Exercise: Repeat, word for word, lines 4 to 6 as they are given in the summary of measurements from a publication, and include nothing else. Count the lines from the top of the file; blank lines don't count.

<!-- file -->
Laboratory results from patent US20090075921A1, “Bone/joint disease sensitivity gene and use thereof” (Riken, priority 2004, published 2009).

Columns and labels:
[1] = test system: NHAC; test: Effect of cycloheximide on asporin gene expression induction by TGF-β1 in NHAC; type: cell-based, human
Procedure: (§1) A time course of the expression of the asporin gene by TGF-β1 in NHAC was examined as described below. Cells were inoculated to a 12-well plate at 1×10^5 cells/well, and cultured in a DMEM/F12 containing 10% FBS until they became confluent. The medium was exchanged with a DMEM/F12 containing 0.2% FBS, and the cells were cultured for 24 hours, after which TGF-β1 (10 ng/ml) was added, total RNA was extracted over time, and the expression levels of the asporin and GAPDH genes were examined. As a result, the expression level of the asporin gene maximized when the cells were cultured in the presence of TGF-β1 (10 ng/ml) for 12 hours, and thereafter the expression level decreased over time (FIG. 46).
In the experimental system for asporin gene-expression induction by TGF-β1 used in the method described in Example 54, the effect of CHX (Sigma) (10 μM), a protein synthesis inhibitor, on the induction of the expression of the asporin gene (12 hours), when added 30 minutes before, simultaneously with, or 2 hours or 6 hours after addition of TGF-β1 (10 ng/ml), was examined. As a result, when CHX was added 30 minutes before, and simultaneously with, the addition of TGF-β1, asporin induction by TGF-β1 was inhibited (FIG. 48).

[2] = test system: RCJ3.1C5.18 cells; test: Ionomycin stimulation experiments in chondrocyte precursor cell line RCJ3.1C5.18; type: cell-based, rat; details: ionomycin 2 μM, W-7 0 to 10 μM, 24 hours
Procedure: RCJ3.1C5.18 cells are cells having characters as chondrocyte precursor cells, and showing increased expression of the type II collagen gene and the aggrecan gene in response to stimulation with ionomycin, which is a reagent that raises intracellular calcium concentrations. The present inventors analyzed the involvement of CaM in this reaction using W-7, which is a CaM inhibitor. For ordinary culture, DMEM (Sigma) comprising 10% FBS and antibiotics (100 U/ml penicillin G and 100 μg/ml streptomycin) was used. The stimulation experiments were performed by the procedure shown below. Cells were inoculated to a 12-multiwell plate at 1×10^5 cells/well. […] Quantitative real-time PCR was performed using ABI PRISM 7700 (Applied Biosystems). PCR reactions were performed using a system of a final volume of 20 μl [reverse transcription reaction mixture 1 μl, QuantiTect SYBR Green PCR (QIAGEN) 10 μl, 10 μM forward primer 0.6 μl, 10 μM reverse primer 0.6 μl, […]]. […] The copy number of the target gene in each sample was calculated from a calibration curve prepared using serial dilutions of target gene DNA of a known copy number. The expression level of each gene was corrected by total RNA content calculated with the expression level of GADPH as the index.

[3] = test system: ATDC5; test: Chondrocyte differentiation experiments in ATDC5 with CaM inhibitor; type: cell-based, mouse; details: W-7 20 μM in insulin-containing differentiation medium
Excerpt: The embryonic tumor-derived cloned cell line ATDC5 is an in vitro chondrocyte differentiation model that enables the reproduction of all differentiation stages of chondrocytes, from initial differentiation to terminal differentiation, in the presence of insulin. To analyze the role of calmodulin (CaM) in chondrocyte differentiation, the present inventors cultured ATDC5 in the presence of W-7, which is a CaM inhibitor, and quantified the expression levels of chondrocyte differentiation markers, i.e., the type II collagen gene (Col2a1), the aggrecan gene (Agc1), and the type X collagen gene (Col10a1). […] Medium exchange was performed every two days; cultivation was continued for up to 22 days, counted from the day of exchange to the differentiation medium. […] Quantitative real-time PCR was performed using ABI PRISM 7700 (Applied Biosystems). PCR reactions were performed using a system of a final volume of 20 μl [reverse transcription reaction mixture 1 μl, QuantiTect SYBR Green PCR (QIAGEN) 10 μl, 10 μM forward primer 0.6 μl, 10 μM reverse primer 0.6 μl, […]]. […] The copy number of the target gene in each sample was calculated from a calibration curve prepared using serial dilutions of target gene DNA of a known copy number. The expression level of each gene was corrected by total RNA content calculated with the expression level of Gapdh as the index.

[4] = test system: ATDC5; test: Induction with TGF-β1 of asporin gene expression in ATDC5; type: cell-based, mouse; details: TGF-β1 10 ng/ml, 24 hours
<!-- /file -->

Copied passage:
Procedure: (§1) A time course of the expression of the asporin gene by TGF-β1 in NHAC was examined as described below. Cells were inoculated to a 12-well plate at 1×10^5 cells/well, and cultured in a DMEM/F12 containing 10% FBS until they became confluent. The medium was exchanged with a DMEM/F12 containing 0.2% FBS, and the cells were cultured for 24 hours, after which TGF-β1 (10 ng/ml) was added, total RNA was extracted over time, and the expression levels of the asporin and GAPDH genes were examined. As a result, the expression level of the asporin gene maximized when the cells were cultured in the presence of TGF-β1 (10 ng/ml) for 12 hours, and thereafter the expression level decreased over time (FIG. 46).
In the experimental system for asporin gene-expression induction by TGF-β1 used in the method described in Example 54, the effect of CHX (Sigma) (10 μM), a protein synthesis inhibitor, on the induction of the expression of the asporin gene (12 hours), when added 30 minutes before, simultaneously with, or 2 hours or 6 hours after addition of TGF-β1 (10 ng/ml), was examined. As a result, when CHX was added 30 minutes before, and simultaneously with, the addition of TGF-β1, asporin induction by TGF-β1 was inhibited (FIG. 48).

[2] = test system: RCJ3.1C5.18 cells; test: Ionomycin stimulation experiments in chondrocyte precursor cell line RCJ3.1C5.18; type: cell-based, rat; details: ionomycin 2 μM, W-7 0 to 10 μM, 24 hours